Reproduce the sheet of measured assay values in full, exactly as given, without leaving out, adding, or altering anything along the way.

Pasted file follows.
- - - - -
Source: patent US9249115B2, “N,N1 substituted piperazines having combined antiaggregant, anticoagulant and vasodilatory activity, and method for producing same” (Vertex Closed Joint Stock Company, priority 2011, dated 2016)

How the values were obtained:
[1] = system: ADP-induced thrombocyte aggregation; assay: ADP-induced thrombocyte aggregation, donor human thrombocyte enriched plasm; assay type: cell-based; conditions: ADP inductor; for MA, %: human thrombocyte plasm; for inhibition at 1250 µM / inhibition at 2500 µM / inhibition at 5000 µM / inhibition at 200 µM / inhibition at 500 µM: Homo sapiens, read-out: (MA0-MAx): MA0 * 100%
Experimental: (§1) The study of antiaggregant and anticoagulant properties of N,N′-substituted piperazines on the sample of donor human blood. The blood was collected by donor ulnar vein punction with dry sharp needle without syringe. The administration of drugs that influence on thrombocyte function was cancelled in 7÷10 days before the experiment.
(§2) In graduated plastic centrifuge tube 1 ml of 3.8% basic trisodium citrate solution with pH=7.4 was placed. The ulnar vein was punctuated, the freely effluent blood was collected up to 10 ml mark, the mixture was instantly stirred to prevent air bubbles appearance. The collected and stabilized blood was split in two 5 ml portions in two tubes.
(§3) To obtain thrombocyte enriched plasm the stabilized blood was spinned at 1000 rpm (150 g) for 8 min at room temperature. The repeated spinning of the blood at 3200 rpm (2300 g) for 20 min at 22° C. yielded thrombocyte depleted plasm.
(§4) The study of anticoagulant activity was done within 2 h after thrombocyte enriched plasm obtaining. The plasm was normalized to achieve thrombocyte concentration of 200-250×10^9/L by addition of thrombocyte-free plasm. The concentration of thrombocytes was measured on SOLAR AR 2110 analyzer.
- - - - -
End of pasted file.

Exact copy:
Source: patent US9249115B2, “N,N1 substituted piperazines having combined antiaggregant, anticoagulant and vasodilatory activity, and method for producing same” (Vertex Closed Joint Stock Company, priority 2011, dated 2016)

How the values were obtained:
[1] = system: ADP-induced thrombocyte aggregation; assay: ADP-induced thrombocyte aggregation, donor human thrombocyte enriched plasm; assay type: cell-based; conditions: ADP inductor; for MA, %: human thrombocyte plasm; for inhibition at 1250 µM / inhibition at 2500 µM / inhibition at 5000 µM / inhibition at 200 µM / inhibition at 500 µM: Homo sapiens, read-out: (MA0-MAx): MA0 * 100%
Experimental: (§1) The study of antiaggregant and anticoagulant properties of N,N′-substituted piperazines on the sample of donor human blood. The blood was collected by donor ulnar vein punction with dry sharp needle without syringe. The administration of drugs that influence on thrombocyte function was cancelled in 7÷10 days before the experiment.
(§2) In graduated plastic centrifuge tube 1 ml of 3.8% basic trisodium citrate solution with pH=7.4 was placed. The ulnar vein was punctuated, the freely effluent blood was collected up to 10 ml mark, the mixture was instantly stirred to prevent air bubbles appearance. The collected and stabilized blood was split in two 5 ml portions in two tubes.
(§3) To obtain thrombocyte enriched plasm the stabilized blood was spinned at 1000 rpm (150 g) for 8 min at room temperature. The repeated spinning of the blood at 3200 rpm (2300 g) for 20 min at 22° C. yielded thrombocyte depleted plasm.
(§4) The study of anticoagulant activity was done within 2 h after thrombocyte enriched plasm obtaining. The plasm was normalized to achieve thrombocyte concentration of 200-250×10^9/L by addition of thrombocyte-free plasm. The concentration of thrombocytes was measured on SOLAR AR 2110 analyzer.